Hal was the wry and soulful and mysterious historical rememberer. He specialized in staging strange musical bedfellows like Betty Carter and the Replacements or The Residents backing up Conway Twitty. Oh, the wild seeds of Impresario Hal. He was drawn equally to the danger of a fiasco and the magical power of illumination that his legendary productions held. Many years ago he bought Jimmy Durante’s piano along with Bela Lugosi’s wristwatch and a headscarf worn by Karen Carpenter. Some say he also owned Sarah Bernhardt’s wooden leg. He had a variety of hand and string puppets, dummies, busts of Laurel and Hardy, duck whistles and scary Jerry Mahoney dolls and a free ranging collection of vinyl and rare books. These were his talismans and his vestments because his heart was a reliquary.

Tom Waits pens a letter to remember Hal Willner

• The food expiration dates you should actually follow according to J. Kenji López-Alt.

• Blown-up buildings and suffocating fish: the Sony world photography awards, 2020.

• Rumbling under the mountains: a report on Czech Dungeon Synth by Milos Hroch.

Sophie Pinkham on The Collective Body: Russian experiments in life after death.

• Mix of the week: Spring 2020: A Mixtape by Christopher Budd.

Olivia Laing on why art matters in an emergency.

• At Dennis Cooper’s: Bloody.

Blood (1972) by Annette Peacock | Blood (1994) by Paul Schütze | Blood (1994) by Voodoo Warriors Of Love

Weekend links 508

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Detecting the Forgery (1967), a collage print by Gary Lee-Nova.

• Nigel Kneale’s adaptation of Susan Hill’s The Woman in Black was given a UK TV screening in 1989, followed by a brief video release after which it was buried for years, and subsequently overshadowed by the later (inferior) big-budget feature film. Network will be releasing the Kneale version on blu-ray in May. I wrote about the TV film a while ago.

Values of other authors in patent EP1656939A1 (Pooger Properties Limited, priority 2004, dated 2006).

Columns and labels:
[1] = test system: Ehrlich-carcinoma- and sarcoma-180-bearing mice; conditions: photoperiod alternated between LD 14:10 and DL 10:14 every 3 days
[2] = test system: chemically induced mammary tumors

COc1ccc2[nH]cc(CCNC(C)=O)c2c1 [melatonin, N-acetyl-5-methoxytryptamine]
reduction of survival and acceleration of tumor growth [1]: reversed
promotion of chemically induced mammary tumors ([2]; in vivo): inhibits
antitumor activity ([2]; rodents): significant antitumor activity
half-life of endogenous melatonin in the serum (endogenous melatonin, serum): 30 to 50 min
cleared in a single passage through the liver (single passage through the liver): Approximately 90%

• At the BFI: David Parkinson on 10 essential films featuring the late Max von Sydow, a welcome riposte to obituaries that headlined the often mediocre Hollywood fare that Von Sydow elevated with his minor roles. And at the same site, John Berra on where to begin with the martial arts films of King Hu.

• “Enthusiasts Archive, an artistic project by Neil Cummings and Marysia Lewandowska, is the result of extensive research amongst the remnants of amateur film clubs in Poland under socialism. It is a critical archive of amateur films found, restored and made available online.”

Stephen Calloway, co-curator of the Tate Britain Aubrey Beardsley exhibition, and drag performer Holly James Johnston sit down to tea to discuss the “dos and don’ts” of dandyism according to the artist.

• Mutinous Jester: The Collage Novels of Akbar Del Piombo by Gregory Stephenson. Related: Fuzz Against Junk: The Saga of the Narcotics Brigade (1959) by Akbar Del Piombo.

• Michael Richey on chindogu, the useless inventions of Kenji Kawakami.

• From farting to fornication: John Boardley on early print censorship.

Douglas A. Anderson on a case of plagiarism in Weird Tales.

• Mix of the week: mr.K’s Soundstripe vol 3 by radioShirley.

How To Get To Spring is a new album by Jon Brooks.

Rufus Wainwright‘s favourite music.

• At Dennis Cooper’s: Occultists.

Spring Rounds From The Rite Of Spring (1975) by Alice Coltrane | Springlight Rite (1981) by Irmin Schmidt & Bruno Spoerri | Spring Returns (1999) by Isao Tomita